42V system will start showing up on new cars very soon. GM is said to start switching over in 2004 or 2005.

/Markus
#14
Old 11-15-2002, 12:27 PM
Guest
Join Date: Mar 2002
Posts: 146
Why 42 V? 48 is used commonly in a lot of other electrical (DC/battery) systems. How did they pick 42? Also, 48's an integer multiple of 12, and 42 isn't, and multiples are often popular.
#15
Old 11-15-2002, 01:50 PM
Member
Join Date: Mar 2002
Posts: 626
It seems to me that a live 120V wire in an automobile would be a safety issue in the event of a collision. Not only would the driver/passengers in the vehicle be at risk if the wiring became exposed but, if rescue workers need to use a chainsaw or 'jaws of life' type device, there would be some risk of electrocution.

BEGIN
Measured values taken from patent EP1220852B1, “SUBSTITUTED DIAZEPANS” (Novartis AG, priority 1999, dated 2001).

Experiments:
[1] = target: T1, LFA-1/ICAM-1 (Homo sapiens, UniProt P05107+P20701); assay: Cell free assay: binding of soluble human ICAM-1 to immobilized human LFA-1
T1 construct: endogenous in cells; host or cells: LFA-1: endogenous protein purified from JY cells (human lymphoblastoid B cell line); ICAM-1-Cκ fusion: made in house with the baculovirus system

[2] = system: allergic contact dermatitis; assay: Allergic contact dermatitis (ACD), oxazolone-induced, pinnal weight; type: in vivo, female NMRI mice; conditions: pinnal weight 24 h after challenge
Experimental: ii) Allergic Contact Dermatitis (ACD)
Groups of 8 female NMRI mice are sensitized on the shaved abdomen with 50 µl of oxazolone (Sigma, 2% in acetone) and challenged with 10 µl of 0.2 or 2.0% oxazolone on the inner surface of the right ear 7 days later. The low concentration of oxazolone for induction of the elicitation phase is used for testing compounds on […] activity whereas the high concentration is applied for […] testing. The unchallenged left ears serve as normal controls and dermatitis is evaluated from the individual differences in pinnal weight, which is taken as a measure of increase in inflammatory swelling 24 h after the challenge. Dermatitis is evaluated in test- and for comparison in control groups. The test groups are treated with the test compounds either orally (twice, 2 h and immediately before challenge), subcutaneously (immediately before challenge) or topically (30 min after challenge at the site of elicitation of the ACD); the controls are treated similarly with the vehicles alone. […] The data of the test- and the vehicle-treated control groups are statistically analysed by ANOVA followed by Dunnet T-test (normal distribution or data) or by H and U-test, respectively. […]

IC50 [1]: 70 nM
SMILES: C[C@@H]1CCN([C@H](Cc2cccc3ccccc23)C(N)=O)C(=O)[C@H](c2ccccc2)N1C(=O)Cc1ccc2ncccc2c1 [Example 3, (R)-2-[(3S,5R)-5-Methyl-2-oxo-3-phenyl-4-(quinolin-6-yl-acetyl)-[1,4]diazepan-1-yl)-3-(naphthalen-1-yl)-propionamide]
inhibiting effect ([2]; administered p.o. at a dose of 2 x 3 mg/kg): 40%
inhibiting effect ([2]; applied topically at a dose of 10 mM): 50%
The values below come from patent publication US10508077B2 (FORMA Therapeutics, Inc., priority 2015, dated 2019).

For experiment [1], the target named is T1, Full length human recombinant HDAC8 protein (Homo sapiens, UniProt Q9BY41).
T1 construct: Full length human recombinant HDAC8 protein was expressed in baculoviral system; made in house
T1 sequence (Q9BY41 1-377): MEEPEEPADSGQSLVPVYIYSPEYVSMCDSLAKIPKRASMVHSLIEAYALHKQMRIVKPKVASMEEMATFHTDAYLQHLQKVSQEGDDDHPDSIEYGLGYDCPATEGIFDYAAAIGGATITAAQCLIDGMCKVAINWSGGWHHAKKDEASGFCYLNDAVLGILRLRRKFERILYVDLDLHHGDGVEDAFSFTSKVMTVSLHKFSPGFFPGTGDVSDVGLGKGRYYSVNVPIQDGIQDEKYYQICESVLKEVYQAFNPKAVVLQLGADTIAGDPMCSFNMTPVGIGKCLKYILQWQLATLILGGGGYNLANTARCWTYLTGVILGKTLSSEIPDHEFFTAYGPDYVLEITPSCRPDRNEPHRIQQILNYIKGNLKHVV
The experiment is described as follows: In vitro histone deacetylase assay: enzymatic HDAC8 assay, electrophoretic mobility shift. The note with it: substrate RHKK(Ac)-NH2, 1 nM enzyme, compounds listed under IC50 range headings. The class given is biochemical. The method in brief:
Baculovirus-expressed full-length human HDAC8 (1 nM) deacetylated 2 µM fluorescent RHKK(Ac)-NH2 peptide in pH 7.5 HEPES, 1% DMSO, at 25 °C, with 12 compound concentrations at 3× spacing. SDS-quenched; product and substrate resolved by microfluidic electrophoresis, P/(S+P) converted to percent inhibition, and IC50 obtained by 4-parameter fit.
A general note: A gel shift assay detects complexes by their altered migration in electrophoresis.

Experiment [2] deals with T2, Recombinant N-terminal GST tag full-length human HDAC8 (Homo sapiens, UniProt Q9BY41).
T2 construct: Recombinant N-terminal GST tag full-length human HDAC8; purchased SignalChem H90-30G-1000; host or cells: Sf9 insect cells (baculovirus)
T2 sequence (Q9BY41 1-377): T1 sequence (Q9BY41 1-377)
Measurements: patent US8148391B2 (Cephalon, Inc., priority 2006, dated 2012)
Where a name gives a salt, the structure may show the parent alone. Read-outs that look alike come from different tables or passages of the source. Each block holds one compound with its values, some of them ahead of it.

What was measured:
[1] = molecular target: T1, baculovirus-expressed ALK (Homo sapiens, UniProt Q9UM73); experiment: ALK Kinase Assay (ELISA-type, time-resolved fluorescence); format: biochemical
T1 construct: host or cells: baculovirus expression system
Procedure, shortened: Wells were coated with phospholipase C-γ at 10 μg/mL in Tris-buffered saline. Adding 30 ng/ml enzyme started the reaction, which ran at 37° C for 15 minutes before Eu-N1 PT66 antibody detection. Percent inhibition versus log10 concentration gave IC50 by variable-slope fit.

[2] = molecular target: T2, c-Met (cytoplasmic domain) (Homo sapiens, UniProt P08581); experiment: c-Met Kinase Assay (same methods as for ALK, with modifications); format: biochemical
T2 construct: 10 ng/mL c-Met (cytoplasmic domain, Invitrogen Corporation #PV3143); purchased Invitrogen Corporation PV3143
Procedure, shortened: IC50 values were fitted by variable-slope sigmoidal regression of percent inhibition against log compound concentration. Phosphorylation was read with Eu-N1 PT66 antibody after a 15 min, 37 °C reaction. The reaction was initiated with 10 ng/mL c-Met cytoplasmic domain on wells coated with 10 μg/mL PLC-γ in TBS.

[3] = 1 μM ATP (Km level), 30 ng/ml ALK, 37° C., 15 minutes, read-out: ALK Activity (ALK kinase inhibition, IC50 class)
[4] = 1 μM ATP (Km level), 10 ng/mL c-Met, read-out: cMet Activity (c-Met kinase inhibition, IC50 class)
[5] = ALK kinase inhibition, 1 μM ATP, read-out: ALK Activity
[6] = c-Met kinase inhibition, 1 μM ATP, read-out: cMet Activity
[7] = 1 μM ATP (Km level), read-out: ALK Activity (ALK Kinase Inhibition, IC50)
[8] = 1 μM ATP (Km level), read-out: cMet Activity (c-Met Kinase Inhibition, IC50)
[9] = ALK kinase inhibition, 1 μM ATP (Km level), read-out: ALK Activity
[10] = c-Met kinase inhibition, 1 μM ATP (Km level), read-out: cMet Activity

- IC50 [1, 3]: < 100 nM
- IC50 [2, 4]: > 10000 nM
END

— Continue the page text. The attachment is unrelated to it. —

Secondly, for U.S. cars, Detroit might realize that Americans are driving idiots and would be tooling around with hair driers and George Foreman FatBuster grills going full bore.

Having said all that though, I bet the real reason is that no one ever asked for it before.
#16
Old 11-15-2002, 02:44 PM
Guest
Join Date: Aug 2000
Location: In bed with your mom!
Posts: 4,127
Quote:
It seems to me that a live 120V wire in an automobile would be a safety issue in the event of a collision. Not only would the driver/passengers in the vehicle be at risk if the wiring became exposed but, if rescue workers need to use a chainsaw or 'jaws of life' type device, there would be some risk of electrocution.
I'd bet that not to many cars are actually running when rescuers are cutting through it with saws... let alone in running condition. Either way, I don't think that would be much of a problem.

Quote: